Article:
Tuesday, December 06, 2005

Trends in U.S Public Transit Use 1970 to 2000

Which U.S cities have a rising share of workers commuting using public transit? Consider Philadelphia. In 1970, 23% of workers in this city commuted using public transit but by the year 2000 this share has fallen to 11%. What role has rising income, suburbanized employment and population suburbanization played in increasing the share of car commuters?


Here are the important cross-city by decade facts about public transit. Overall, the national reduction in public transit in big metro areas declined from 12% to 6% between 1970 and 2000.

1 comment :

Rick said...

Kudos for a valuable piece of research.

I’ve long observed that many of the new transit systems built in the last 30 years have been white elephants that simply can’t compete with cars. Many of these systems are slow circuitous street-level routes with too many stops and snail-like service. San Jose’s light rail system has always struck me as particularly egregious example and your research more or less confirms that it is.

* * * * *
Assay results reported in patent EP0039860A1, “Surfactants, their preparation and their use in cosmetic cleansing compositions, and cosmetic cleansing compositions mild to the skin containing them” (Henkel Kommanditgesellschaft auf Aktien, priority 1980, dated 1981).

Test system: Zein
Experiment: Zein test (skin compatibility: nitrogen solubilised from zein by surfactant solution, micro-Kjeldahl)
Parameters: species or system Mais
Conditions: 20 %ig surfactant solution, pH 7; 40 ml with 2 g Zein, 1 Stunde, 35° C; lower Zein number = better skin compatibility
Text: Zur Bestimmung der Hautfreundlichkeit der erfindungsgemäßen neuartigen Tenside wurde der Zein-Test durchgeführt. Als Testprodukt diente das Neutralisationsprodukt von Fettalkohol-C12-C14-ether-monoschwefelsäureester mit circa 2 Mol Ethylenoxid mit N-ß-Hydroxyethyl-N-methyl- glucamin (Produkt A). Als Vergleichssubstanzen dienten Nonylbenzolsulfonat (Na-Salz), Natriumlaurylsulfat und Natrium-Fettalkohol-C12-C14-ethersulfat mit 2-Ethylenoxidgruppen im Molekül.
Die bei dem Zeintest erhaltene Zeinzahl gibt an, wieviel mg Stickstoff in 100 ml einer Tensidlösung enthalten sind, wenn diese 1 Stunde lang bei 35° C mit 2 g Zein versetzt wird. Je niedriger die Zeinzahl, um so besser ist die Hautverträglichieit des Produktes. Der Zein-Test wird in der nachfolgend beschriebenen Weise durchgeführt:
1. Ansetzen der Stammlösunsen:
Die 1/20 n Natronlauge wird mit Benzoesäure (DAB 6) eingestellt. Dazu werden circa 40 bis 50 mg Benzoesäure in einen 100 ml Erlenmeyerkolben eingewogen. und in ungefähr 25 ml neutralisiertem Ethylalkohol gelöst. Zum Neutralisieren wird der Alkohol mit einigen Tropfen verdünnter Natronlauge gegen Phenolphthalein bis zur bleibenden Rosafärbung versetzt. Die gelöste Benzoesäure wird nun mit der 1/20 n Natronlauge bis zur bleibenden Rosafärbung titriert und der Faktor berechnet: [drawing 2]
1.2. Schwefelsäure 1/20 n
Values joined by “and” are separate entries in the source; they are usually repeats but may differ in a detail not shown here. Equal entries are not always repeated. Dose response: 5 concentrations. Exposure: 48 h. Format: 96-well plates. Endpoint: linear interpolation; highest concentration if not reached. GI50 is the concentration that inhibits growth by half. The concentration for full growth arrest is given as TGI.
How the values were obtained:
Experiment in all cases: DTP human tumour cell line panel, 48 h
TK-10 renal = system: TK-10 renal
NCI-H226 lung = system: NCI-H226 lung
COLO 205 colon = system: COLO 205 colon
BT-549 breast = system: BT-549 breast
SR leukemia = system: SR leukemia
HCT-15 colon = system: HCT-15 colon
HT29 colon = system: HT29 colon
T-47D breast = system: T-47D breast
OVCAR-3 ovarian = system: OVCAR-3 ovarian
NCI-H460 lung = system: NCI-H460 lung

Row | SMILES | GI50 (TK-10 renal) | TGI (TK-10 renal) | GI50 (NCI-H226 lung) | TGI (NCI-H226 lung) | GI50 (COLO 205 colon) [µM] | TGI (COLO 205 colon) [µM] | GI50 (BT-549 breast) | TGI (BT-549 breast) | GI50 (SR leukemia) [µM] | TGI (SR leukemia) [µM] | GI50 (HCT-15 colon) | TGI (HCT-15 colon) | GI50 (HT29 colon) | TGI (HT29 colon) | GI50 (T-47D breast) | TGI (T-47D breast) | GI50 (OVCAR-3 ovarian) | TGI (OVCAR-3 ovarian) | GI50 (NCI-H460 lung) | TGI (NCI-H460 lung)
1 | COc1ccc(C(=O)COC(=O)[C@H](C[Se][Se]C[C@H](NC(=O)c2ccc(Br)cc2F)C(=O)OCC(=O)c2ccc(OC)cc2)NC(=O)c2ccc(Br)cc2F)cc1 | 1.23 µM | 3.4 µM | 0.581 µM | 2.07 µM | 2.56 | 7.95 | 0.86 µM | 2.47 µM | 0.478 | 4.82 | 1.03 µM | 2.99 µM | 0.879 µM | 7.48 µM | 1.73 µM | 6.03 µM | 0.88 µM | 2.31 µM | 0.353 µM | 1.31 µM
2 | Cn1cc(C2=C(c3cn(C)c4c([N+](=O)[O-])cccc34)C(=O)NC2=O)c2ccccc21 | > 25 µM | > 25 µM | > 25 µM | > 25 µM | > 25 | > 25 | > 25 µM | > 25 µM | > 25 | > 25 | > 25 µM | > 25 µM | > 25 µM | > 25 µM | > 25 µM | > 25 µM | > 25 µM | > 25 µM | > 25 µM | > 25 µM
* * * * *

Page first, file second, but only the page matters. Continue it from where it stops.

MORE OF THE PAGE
Perhaps the most interesting aspect of this paper was the brief reference to the FTA’s New Starts program and its tendency to understate costs and overestimate ridership. Though the New Starts program funding criteria ostensibly is designed to identify cost-effective high-ridership projects, your paper (indirectly) suggests that it has funded a significant number of inefficient and unnecessary projects.

While this paper’s analysis considers factors such as urban density, proximity to transit, household income, etc., perhaps the logical extension of this research would be to compare the actual performance characteristics among transit systems (i.e., average speed, frequency, train travel time versus vehicle travel time, etc.). This might offer the best indication about what makes some transit systems cost-effective and others expensive white elephants.